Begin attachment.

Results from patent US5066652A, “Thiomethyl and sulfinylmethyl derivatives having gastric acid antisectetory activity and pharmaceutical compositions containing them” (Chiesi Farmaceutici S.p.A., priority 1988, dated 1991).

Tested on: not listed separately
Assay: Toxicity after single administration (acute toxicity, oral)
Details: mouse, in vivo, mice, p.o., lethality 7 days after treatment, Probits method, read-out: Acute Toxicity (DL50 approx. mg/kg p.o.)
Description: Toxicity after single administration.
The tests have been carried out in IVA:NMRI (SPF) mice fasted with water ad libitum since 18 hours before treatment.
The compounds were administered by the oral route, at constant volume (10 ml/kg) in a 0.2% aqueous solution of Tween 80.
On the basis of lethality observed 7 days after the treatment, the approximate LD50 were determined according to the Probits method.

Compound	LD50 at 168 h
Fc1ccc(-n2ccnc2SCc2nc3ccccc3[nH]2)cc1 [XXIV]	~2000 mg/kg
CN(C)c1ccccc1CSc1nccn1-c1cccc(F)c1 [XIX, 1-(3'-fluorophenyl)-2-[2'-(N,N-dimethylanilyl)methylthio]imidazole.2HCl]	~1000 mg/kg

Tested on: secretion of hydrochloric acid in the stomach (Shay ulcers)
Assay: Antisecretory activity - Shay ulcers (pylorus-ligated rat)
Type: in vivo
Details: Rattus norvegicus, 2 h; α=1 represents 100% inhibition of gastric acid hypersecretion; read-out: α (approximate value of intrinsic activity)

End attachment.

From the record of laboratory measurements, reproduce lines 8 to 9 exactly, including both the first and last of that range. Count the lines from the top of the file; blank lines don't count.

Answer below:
On the basis of lethality observed 7 days after the treatment, the approximate LD50 were determined according to the Probits method.

Compound	LD50 at 168 h